Plus the Tories are also addressing the non-English electoral ‘market’, of course, and are hoping that the uninformed (misinformed) public there – again, through the emotive appeal to the NHS as a national-British institution – will be deluded into thinking that a Conservative government will have direct influence on health-care policy in their countries (which it won’t) and will stand guarantor for traditional NHS values there – which it may do, through acquiescence with the policy variations and funding inequalities that have flowed from asymmetric devolution and the Barnett Formula. But actually, a real-terms increase in public expenditure on health in England will not necessarily deliver corresponding and proportionately greater increases in NHS funding in the other countries of the UK. This is because public expenditure overall under the Tories is set to decrease, so that increases in the health budget will have to be paid for by cuts elsewhere. And a decrease in overall spending in England will result in even greater proportionate decreases in Scotland, Wales and Northern Ireland. In other words, increased investment in the NHS in England may actually result in the need to cut the NHS budget in the other nations. While some of us in England might derive malicious satisfaction from what would in effect be a levelling out of healthcare apartheid (and, after all, the Tories have promised, dishonestly, to improve equality of NHS care throughout the UK), this is a wilful deception of voters in Scotland, Wales and Northern Ireland: the Tories appear to be promising to increase NHS funding throughout the UK; but actually, they’re talking about England only; and increases in the English health-care budget may indirectly lead to decreases in the health-care budget in the other parts of the UK.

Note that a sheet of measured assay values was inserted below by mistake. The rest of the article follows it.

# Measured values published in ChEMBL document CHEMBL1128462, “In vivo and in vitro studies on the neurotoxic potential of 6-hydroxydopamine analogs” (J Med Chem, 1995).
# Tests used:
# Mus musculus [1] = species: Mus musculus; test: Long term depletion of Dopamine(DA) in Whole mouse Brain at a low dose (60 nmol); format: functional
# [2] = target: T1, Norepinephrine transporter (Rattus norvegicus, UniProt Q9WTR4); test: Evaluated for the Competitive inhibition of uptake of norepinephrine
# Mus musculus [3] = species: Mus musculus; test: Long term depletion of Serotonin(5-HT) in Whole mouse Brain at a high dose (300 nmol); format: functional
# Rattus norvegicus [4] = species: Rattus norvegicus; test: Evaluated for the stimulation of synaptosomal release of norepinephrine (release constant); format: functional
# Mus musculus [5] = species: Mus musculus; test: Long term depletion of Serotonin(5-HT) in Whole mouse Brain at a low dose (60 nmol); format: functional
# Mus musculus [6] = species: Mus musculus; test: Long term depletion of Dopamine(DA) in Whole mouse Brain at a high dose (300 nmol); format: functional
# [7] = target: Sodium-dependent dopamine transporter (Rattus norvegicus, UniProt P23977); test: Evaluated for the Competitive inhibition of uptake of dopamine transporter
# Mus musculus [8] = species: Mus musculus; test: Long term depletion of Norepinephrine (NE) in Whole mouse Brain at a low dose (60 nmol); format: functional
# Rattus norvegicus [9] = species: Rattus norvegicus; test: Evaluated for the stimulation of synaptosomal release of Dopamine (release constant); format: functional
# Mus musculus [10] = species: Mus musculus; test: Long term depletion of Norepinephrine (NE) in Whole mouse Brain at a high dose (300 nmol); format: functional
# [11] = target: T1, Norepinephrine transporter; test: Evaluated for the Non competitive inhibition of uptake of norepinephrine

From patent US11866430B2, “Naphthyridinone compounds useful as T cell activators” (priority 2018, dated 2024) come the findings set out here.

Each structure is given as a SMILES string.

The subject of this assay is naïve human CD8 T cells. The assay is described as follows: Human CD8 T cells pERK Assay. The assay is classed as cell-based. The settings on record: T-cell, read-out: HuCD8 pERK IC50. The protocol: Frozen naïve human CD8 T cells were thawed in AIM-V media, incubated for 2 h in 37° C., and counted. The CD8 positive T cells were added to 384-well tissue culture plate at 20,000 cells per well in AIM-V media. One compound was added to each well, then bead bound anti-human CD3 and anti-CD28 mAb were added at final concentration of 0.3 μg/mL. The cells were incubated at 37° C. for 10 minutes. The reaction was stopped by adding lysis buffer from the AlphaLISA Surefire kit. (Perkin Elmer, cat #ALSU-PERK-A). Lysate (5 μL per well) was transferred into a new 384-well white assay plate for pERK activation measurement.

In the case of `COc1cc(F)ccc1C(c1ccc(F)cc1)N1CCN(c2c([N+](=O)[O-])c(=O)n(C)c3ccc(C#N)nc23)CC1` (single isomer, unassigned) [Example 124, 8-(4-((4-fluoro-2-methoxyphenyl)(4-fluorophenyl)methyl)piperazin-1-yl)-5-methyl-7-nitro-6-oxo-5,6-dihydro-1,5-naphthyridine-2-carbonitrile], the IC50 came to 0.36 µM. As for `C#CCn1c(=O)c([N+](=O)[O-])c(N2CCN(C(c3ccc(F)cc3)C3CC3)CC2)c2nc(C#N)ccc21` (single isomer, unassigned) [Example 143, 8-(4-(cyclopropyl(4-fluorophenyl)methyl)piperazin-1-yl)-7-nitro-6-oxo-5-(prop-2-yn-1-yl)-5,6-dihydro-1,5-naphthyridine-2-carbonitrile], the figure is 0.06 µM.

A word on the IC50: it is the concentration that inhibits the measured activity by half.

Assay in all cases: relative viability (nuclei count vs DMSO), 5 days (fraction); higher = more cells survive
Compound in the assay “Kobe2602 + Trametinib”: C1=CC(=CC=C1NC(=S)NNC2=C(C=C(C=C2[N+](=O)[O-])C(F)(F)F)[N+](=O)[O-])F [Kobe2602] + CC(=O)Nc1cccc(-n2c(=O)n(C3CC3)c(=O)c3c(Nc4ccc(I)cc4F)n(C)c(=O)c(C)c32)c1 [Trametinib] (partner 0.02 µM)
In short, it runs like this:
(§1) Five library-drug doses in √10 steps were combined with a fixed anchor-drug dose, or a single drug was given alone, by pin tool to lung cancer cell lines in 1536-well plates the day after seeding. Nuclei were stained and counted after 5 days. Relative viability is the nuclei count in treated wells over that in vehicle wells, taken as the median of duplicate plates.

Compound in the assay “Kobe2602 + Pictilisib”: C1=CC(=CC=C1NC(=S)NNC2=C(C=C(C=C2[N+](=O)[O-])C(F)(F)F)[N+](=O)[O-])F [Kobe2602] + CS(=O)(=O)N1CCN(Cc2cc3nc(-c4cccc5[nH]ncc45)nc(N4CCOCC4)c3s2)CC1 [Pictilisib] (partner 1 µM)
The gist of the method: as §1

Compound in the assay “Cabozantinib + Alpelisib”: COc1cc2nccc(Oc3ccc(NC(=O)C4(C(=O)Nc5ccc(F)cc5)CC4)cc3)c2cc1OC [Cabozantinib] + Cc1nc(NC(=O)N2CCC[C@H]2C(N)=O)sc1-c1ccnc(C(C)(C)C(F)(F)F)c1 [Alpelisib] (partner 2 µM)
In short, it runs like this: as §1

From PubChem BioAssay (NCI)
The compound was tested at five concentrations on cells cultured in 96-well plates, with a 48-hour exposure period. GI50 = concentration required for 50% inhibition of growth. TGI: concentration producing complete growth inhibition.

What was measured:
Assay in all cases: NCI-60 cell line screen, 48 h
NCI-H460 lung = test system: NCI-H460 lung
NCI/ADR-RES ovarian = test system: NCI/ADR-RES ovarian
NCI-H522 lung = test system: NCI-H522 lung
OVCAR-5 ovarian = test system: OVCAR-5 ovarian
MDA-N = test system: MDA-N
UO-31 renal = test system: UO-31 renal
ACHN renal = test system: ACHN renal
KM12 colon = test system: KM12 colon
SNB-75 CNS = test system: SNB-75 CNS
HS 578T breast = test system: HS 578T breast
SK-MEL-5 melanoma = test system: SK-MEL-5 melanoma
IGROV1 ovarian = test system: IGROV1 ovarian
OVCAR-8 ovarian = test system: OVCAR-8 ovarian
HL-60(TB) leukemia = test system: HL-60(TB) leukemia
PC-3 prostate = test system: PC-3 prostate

But Labour can’t talk, either. This system of unequal funding and differing delivery models throughout the UK is the one that they set up; and to claim that they support a uniform UK-wide NHS organised along traditional lines is a pure, downright lie. Well, they might emotionally support it, with misty-eyed reverence towards Nye Bevan and the post-war settlement; but in practice, the New Labour government has already broken up that British NHS beyond repair. The truth of the matter is New Labour has run out of policy ideas for the NHS in England but has supported a traditional-type NHS in the other UK countries. So all it can do is appeal to ‘patriotic’ and nostalgic support for a great British institution that is no more (in England, at least) in the hope that it can deceive enough of the English people for enough of the time to secure another election ‘victory’ that will enable it to continue to cross-subsidise a traditional NHS in Scotland, Wales and Northern Ireland through further privatisation of the system in England – as they have done since 1997.

Well, the English people won’t fall for that one again. But they might fall for the similar trap the Tories are laying. The English people need to have an informed debate on the type of health-care system they want in England; because that’s what the whole argument is really all about. Health care in Scotland, Wales and Northern Ireland is dealt with separately by the devolved administrations. So it’s only the English system that the Westminster politicians can do anything about. By claiming, as David Cameron did yesterday, that the Conservatives are the “party of the NHS”, the Tories are trying to reassure the English people that the NHS is safe in their hands. But that’s not the point. There will still be an NHS; but what sort of NHS will it be in England, as opposed to the doubtless very different NHS’s that are developing along divergent lines in the rest of the UK? The Tories need to be honest and up front about the small print of their plans for England, and not obfuscate the whole discussion by misleading references to a monolithic British NHS that is no more. But so do the politicians of all parties.

After all, Mr Cameron, Brown and Co., you can’t fool all of the English people all of the time, even if you think you can.